By Benjamin Leatherman
By Glenn BurnSilver
By Glenn BurnSilver
By Troy Farah
By Roger Calamaio
By Mark Deming
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By Brian Palmer
I've been following hip-hop since I first heard Run-D.M.C.'s King of Rock album when I was 11 years old. I'm not a fanatic, though; my sneering, hip-hop-obsessed DJ friends will tell you that. They just recently schooled me in hyphy, the cartoonish and kind of silly Bay Area sound kicked out by artists such as Mac Dre, Keak da Sneak, and Devin the Dude.
Nonetheless, I hit up my share of hip-hop shows, and I especially keep my eye on locals who drop beats and bust rhymes. Except for some notable exceptions, though, checking out these shows too often can get pretty fucking boring. You've got your DJ, one or two MCs, and that's what 80 percent or more of the artists out there are doing.
I'm far more intrigued by outfits such as Who Cares, a group of friends from Sacramento that has a saxophonist, a keyboardist/MPC player, and an MC. Or, locally, Drunken Immortals, who rock the full bass/guitar/drums combo along with a DJ and two MCs. Don't get me wrong: I'm not looking for bands that bust out hybrids with hip-hop unless it's with jazz. I don't want to hear crunchy rock riffs with an MC over the top. Linkin Park can keep that shit.
Drunken Immortals have really come into their own over the last few years, releasing a stellar album (Hot Concrete) and touring all over the States and Europe. If you're interested in that sort of thing, you've heard them already. However, in the live-band hip-hop game, you may not have heard of Antedote the Neato Project (for brevity's sake, and because I think "the Neato Project" is a little silly, I'll call them Antedote for the duration of this column).
If you catch one of Antedote's live shows, like the one the band recently played at Chasers, you'll see some amazing shit. Eight people onstage, with much the same setup as the Immortals (bass/guitar/drums/keys, plus an extra percussionist), but on a much more downtempo, jazzy tip. The group's two MCs, Mesi Goodness and Many Pieces, flow like an oil slick over the waves of smooth funk the band lays down, with two female vocalists singing near-lullabies underneath.
The musicians Siddha on bass and keyboards, Griff on guitar and keyboards, drummer Dan Val Dan, and percussionist E.B. Magic bring an improvisational jazz sensibility to the music during the live shows (Dan Val Dan won a Guitar Center drum-off in September of last year, footage of which you can watch on Antedote's MySpace at www.myspace.com/antedote). The result is experimental, but it's all going down within the parameters of hip-hop.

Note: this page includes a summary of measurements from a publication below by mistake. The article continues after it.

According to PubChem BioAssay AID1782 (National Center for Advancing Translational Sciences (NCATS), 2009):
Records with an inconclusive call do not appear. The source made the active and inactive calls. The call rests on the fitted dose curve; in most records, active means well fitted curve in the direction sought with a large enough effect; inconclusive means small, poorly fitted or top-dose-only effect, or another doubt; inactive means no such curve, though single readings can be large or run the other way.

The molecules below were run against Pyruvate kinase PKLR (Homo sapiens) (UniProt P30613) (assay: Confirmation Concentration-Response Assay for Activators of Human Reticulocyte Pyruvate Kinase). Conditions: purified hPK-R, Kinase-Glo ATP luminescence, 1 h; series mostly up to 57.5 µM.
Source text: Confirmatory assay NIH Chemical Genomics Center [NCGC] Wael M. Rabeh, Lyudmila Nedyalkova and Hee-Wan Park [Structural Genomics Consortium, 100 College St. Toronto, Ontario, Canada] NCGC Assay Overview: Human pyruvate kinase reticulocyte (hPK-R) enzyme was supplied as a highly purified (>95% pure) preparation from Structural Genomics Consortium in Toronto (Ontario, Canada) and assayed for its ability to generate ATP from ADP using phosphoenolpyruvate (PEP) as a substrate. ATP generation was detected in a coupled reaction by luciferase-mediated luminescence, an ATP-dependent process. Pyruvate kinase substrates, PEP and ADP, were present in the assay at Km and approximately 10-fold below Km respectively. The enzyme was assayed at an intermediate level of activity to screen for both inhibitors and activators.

It's definitely feel-good shit there's nothing harsh to Antedote at all. And while I certainly appreciate some hard rhymes and shit-talking, it's pleasant to not feel aurally assaulted at a hip-hop show. That doesn't mean they don't hype the crowd, though songs like "Jazz Ain't Dead" and "Upliftment" bounce and ricochet enough to get some hands in the air and some asses shaking.
Though the group is more under-the-radar than its contemporary, Drunken Immortals (with which it often shares the stage), Antedote's far from toiling in anonymity. Since its inception in early 2003, the group has played incessantly at events like Blunt Club, and it released a CD, The Neato Project, Vol. 1, in 2004.
Antedote's working on wrapping up Volume 2 of The Neato Project right now, and recently completed a video for its new single, "Universal." The video, shot by director Fredy Polania, is an arty montage of live footage, local scenery, and color-soaked shots of the band doing its thing. The song itself is an earnest, laid-back paean with funked-up drumming by Dan Val Dan and shimmering, flute-sounding samples whistling in the background.
"Quills in the Parchment" is a live favorite from the band's current repertoire in which Mesi Goodness and Many Pieces trade lines over a subdued bass line and an easy-listening keyboard progression. The spirit is mellow, but it's energetic and groovy, nevertheless.
Now I have a confession the words "mellow" and "groovy" don't feel comfortable rolling off of my fingers onto the keyboard. It sounds like hippie shit, and really, with the positive, socially conscious, be-dreadlocked attitude and style that Antedote affects, it kind of is hippie shit, and that's not my style at all.
That's why I've got nothing but props for Antedote. The band's positive vibe, jazzy grooves, and laid-back attitude somehow combine to become more than a glorified drum-circle patchouli party. Maybe it's because I've seen the band back up local revolutionary rapper Grime on his cover of Rage Against the Machine's "Bulls on Parade," where Antedote got uncharacteristically crazy actually, I'm sure that I wouldn't be as impressed with the relaxed shit if I didn't know they were capable of freaking out. But I think Antedote's got what hip-hop needs right now: soul. Soul, and real instruments played by real musicians.
With the amount of Antedote I've listened to recently, I think I'm going to have to counteract the group's mellow vibe with a few more hyphy-enlightenment sessions. There's only so much positivity I can handle without balancing it out with some tracks about bitches and getting high. Yadadamean?